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Title: The Role of microRNAs in Fibroblast Quiescence and Extracellular Matrix Synthesis
Authors: Suh, Eric Jungwoo
Advisors: Coller, Hilary A
Contributors: Molecular Biology Department
Keywords: Cancer
Cell cycle
Extracellular matrix
Subjects: Molecular biology
Cellular biology
Issue Date: 2013
Publisher: Princeton, NJ : Princeton University
Abstract: Although quiescence&ndash;reversible cell-cycle arrest&ndash;is a key part in the life history and fate of many mammalian cell types, the mechanisms of gene regulation in quiescent cells are poorly understood. I sought to clarify the role of microRNAs as regulators of the cellular functions of quiescence using a neonatal human dermal fibroblast culture model. Using microarrays, I discovered that the expression of the majority of profiled microRNAs differed between proliferating and quiescent fibroblasts. Fibroblasts induced into quiescence by contact inhibition or serum starvation had similar microRNA profiles, indicating common changes induced by distinct quiescence signals. By analyzing the gene expression patterns of microRNA target genes with quiescence, I discovered a strong regulatory function for <italic>miR-29</italic>, which is downregulated with quiescence. Using microarrays and immunoblotting, I confirmed that <italic>miR-29</italic> targets genes encoding collagen and other extracellular matrix proteins and that those target genes are induced in quiescence. In addition, overexpression of <italic>miR-29</italic> resulted in more rapid cell cycle re-entry from quiescence. microRNAs regulate key aspects of fibroblast quiescence including the proliferative state of the cells as well as their gene expression profiles, in particular, the induction of extracellular matrix proteins in quiescent fibroblasts. Building upon the work on <italic>miR-29</italic> in quiescence, I investigated the role of fibroblasts and the connection between anti-mitogenic stimulus and extracellular matrix formation in the tumor microenvironment, focusing on the desmoplastic reaction in breast cancer. I developed a TGF-&beta; and <italic>miR-29</italic> signature using microarray data sets in fibroblasts, and I then used these signatures to reanalyze public clinical breast cancer data sets. I confirmed that high TGF-&beta; signaling exists in tumor stroma, which is consistent with the literature, but I also found that this signaling seemed to anticorrelate slightly with the repressive activities of <italic>miR-29</italic>. Finally, I began preliminary experiments towards establishing an <italic>in vitro</italic> model of tumor-fibroblast interactions to investigate the role of <italic>miR-29</italic> in tumor-stroma interactions.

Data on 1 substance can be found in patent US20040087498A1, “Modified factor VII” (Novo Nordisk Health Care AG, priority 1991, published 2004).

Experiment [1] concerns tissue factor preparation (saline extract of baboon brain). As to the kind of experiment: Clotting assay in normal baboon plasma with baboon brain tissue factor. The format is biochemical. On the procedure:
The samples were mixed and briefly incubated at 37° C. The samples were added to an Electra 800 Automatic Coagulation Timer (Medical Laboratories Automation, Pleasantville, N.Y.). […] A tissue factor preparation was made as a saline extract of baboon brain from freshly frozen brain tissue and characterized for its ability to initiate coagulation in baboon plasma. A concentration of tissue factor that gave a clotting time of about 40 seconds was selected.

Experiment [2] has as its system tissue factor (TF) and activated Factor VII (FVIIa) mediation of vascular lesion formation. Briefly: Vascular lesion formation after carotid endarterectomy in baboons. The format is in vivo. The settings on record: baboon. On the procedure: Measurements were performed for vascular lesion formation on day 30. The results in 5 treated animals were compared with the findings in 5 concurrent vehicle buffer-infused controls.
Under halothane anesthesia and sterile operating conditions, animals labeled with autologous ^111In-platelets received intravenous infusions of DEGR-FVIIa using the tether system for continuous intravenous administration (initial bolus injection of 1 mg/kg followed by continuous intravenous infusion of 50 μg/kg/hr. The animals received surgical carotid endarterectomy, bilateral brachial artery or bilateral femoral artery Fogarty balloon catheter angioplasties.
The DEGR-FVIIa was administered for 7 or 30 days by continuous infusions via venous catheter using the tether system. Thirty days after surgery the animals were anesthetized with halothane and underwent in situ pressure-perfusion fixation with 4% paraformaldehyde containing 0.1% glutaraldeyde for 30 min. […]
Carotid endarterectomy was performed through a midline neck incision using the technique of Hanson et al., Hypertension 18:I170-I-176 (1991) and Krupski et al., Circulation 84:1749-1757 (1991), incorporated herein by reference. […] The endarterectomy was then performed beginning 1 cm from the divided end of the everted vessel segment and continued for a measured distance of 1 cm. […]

Alternate format: The Mudd Manuscript Library retains one bound copy of each dissertation. Search for these copies in the library's main catalog
Type of Material: Academic dissertations (Ph.D.)
Language: en
Appears in Collections:Molecular Biology

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